Jeremy, I’m like Banard. What is the criteria for this automobile grant money? You have that knowledge, since you used your grant money in 2009. Please pass on any and all info that you have on this! Such as where do we obtain this info! And, where do we make application? We veterans need to stick together by passing info like this to one another! You have a great day! and we will be waiting to hear from you in the near future. Sincerely, Edmund (Ed) Rice @ emrice2011(at)

  2. Joseph Thomas Beach says

    I am the Director of the Contract Closeout Task Force Office in San Antonio. I am a YC-03 (GS-15), 100% Disabled Vet. My position goes away this year so I need to find another GS-15 position. The MICC at Ft Sam Houston has GS-15 positions and can easily place me in one of the positions. However, they compete the position and pass over me. I know that is you are 30% or more, and I am 100% disabled, they can directly hire me into the position. I am at the top of my field in contracting and have been the Chief of Contracting three times, a Commander, and a Director, I am highly qualified for whatever position they can place me into. What leverage do I have to move into one of their vacant GS-15 positions? What should I do to find another job? Please give me some advice. Thanks, Joe Beach

  3. Lt Colonel V.H. De Petrillo ,USA (Ret) says

    Request a copy of “Veterans Benefits – The Act of 2010”
    Specifically, I am interested in Veterans Home Loans. Also,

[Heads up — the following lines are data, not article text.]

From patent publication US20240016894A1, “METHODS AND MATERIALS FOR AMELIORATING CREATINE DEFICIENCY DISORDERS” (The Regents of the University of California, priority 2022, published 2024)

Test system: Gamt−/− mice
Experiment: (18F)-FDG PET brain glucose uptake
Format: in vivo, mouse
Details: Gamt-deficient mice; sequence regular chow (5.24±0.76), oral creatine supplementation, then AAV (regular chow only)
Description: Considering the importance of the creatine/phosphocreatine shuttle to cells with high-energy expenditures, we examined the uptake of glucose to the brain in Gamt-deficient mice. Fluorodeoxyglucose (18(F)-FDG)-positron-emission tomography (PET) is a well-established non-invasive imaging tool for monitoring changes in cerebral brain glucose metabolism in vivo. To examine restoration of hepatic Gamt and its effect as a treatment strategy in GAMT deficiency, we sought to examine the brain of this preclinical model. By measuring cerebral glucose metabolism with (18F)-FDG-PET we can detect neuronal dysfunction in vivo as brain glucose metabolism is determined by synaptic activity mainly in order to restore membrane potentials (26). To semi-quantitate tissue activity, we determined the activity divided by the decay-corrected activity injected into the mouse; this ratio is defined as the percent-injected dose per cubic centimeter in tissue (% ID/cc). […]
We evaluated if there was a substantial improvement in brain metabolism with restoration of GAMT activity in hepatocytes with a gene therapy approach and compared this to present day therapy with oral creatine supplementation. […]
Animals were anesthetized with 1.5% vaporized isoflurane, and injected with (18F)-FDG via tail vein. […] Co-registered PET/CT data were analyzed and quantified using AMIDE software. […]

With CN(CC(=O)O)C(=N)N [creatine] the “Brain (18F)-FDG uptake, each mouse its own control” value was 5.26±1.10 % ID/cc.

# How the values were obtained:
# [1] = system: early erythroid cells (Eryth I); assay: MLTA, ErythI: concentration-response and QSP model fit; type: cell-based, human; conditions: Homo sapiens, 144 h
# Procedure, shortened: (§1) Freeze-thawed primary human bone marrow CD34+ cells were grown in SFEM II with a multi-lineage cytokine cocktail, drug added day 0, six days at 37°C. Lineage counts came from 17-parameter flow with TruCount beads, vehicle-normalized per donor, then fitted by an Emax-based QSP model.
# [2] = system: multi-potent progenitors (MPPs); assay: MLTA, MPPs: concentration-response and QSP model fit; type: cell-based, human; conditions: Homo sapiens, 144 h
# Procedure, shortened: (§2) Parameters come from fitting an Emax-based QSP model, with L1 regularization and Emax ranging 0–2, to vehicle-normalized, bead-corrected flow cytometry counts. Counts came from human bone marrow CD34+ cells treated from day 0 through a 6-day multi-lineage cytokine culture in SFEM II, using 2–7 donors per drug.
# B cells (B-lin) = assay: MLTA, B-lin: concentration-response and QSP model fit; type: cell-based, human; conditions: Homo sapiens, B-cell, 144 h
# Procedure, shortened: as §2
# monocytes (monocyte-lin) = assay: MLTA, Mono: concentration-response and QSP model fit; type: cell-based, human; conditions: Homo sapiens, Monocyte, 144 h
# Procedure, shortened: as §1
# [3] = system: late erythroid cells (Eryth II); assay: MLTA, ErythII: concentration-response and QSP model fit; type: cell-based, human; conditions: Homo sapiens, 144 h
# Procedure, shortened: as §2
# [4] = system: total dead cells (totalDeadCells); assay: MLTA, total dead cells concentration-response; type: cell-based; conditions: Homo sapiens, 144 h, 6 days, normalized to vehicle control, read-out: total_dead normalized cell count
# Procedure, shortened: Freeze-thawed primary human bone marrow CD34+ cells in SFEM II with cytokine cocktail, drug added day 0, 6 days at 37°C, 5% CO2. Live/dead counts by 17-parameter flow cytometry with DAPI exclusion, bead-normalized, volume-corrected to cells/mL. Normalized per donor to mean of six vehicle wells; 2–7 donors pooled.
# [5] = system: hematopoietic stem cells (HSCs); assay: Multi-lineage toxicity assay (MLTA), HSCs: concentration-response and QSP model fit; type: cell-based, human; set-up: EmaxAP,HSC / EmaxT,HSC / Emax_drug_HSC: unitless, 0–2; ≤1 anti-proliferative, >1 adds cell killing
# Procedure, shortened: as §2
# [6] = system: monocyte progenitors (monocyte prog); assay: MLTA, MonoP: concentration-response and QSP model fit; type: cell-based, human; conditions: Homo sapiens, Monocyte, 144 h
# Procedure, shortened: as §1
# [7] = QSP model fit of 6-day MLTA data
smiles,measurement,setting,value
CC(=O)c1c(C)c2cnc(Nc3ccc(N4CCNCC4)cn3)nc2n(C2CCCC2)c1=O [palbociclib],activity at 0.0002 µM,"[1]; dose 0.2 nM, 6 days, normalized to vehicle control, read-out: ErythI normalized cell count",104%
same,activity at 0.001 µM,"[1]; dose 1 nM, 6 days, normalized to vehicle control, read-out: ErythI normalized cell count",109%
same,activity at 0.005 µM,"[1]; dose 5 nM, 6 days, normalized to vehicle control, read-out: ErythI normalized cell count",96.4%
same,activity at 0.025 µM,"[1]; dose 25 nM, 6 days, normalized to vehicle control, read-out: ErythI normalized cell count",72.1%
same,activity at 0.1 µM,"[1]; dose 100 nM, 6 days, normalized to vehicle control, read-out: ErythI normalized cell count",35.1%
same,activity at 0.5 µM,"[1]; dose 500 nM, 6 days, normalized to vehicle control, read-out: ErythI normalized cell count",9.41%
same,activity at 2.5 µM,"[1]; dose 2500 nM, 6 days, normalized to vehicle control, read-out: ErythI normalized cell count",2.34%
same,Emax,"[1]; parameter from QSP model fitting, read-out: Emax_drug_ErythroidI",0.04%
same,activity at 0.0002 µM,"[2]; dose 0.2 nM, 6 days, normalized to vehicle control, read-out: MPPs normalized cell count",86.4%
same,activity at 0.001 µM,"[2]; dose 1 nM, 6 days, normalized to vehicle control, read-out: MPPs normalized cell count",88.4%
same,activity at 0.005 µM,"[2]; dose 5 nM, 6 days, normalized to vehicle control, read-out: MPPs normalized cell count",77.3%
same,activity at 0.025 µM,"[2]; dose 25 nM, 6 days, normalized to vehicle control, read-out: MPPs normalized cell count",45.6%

eligibility for peace-time service 90 days or more/

    Thank You,
    Lt Colonel V.H. De Petrillo (Ret)

    • MOVETS says

      There are many but it also has a lot to do with residency and the state that you are concidered to be a resident of and a veteran of.
      Some states offer scholarships for spouses and dependent children. The VA itself has programs for education. 100% SC also makes the spouse/dep children eliligable for DIC. As a veteran some states offer FREE hunting and fishing licenses, free diabled license plates. In the future if an assisted living or skilled nursing care facility is needed the cost may be waived. Property taxes may be waived in some states as well. Depending on the SC disability there MAY be EXTRA money to supplement the 100% straight fee but the qualifications MUST be met.
      First stop is “” then you can look up VA benefits by state via your search engine and go that route. Last but certainly no least look into scholarships and grants available.

  4. Richard Mills says

    I am currently going into the Veterans affairs field could you please send me a complete copy of federal laws regarding veterans benefits and forms, file regulations appicable to the needs of veterans so i can bring myself up to date and to be an asset to all veterans i encounter. thanks for your help.

    • says